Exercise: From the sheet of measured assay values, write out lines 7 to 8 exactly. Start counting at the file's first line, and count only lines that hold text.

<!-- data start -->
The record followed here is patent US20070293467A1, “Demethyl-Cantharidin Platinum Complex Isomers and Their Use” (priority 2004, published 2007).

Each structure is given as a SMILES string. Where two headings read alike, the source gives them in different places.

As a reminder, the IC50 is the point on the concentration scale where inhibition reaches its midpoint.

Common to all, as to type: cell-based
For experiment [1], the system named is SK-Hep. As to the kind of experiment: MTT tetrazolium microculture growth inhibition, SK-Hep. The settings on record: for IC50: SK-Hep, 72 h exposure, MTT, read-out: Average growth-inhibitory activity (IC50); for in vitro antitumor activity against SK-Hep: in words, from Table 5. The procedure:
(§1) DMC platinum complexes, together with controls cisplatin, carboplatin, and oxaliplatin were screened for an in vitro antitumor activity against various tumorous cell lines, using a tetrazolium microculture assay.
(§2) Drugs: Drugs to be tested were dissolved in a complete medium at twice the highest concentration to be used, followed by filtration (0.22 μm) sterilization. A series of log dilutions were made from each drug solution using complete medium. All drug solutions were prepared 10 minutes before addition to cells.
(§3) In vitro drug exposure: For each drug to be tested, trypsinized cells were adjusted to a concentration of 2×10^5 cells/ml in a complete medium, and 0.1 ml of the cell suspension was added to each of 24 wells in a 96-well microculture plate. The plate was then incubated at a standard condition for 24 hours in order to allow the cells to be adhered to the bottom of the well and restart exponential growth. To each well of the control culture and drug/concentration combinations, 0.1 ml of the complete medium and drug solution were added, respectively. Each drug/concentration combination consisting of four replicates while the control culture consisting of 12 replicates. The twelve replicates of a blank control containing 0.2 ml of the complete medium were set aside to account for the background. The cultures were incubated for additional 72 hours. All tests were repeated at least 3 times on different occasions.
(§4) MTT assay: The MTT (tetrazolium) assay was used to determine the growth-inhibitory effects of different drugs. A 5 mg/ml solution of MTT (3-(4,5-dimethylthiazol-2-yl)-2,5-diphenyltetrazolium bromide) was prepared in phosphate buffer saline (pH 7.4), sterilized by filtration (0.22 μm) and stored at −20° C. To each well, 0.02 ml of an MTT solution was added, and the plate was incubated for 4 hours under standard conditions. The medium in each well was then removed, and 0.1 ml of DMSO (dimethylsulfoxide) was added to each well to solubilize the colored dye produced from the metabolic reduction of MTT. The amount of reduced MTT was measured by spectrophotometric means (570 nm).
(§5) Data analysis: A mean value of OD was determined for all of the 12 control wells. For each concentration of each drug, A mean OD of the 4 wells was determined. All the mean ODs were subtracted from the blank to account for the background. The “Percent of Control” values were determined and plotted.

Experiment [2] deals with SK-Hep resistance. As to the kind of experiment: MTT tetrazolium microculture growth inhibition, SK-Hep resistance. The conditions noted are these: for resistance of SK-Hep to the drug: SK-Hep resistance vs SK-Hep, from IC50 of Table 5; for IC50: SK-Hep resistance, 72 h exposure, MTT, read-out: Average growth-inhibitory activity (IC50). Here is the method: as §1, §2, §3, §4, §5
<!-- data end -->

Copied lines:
(§2) Drugs: Drugs to be tested were dissolved in a complete medium at twice the highest concentration to be used, followed by filtration (0.22 μm) sterilization. A series of log dilutions were made from each drug solution using complete medium. All drug solutions were prepared 10 minutes before addition to cells.
(§3) In vitro drug exposure: For each drug to be tested, trypsinized cells were adjusted to a concentration of 2×10^5 cells/ml in a complete medium, and 0.1 ml of the cell suspension was added to each of 24 wells in a 96-well microculture plate. The plate was then incubated at a standard condition for 24 hours in order to allow the cells to be adhered to the bottom of the well and restart exponential growth. To each well of the control culture and drug/concentration combinations, 0.1 ml of the complete medium and drug solution were added, respectively. Each drug/concentration combination consisting of four replicates while the control culture consisting of 12 replicates. The twelve replicates of a blank control containing 0.2 ml of the complete medium were set aside to account for the background. The cultures were incubated for additional 72 hours. All tests were repeated at least 3 times on different occasions.